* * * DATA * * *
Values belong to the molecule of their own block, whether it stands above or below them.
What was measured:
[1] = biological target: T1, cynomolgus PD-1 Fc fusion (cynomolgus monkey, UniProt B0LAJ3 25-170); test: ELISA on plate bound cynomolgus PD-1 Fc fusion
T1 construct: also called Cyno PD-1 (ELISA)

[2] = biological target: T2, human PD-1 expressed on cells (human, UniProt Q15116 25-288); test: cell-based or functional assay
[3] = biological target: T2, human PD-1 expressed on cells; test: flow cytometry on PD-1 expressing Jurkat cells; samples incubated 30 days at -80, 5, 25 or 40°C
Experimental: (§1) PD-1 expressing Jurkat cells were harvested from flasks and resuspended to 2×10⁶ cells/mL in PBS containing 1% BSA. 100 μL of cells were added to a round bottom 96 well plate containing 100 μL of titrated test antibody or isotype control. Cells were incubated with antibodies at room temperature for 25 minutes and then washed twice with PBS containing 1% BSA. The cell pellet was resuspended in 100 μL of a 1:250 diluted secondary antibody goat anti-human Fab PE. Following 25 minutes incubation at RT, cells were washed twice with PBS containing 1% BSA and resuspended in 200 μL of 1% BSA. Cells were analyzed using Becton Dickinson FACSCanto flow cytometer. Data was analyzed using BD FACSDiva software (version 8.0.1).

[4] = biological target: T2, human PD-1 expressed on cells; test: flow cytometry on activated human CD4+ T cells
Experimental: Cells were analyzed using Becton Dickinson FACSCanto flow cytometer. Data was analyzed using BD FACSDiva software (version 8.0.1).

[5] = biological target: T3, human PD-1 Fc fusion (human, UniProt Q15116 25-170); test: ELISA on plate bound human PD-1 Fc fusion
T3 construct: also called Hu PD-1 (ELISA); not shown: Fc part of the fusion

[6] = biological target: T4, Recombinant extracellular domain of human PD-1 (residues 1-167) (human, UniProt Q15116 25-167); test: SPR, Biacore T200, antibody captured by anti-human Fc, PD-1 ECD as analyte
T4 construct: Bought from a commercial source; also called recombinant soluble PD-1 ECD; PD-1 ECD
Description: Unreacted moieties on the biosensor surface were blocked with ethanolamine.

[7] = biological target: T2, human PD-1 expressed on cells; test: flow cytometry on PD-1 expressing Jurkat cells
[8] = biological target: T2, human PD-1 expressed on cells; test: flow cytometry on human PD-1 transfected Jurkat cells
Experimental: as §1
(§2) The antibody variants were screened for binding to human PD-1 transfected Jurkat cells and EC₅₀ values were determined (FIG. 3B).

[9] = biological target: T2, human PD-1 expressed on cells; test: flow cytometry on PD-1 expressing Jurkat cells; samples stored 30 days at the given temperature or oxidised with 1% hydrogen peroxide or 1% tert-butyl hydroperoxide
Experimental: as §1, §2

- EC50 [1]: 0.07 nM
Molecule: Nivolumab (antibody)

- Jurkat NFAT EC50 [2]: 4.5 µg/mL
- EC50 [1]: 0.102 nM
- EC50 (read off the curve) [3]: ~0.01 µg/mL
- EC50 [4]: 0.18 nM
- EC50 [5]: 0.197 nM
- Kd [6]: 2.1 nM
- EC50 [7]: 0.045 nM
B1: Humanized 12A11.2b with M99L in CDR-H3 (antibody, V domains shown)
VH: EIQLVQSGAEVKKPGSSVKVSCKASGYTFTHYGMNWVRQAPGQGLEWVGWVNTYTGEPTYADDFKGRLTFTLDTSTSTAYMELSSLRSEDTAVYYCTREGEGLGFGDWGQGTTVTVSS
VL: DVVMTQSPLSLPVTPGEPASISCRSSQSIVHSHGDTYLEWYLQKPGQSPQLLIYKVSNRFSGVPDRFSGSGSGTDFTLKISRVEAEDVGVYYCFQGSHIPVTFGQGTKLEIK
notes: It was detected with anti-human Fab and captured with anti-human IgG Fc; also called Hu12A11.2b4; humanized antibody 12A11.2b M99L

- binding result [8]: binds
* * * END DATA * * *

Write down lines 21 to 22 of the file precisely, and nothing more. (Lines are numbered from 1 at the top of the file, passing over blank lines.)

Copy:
- EC50 [1]: 0.07 nM
Molecule: Nivolumab (antibody)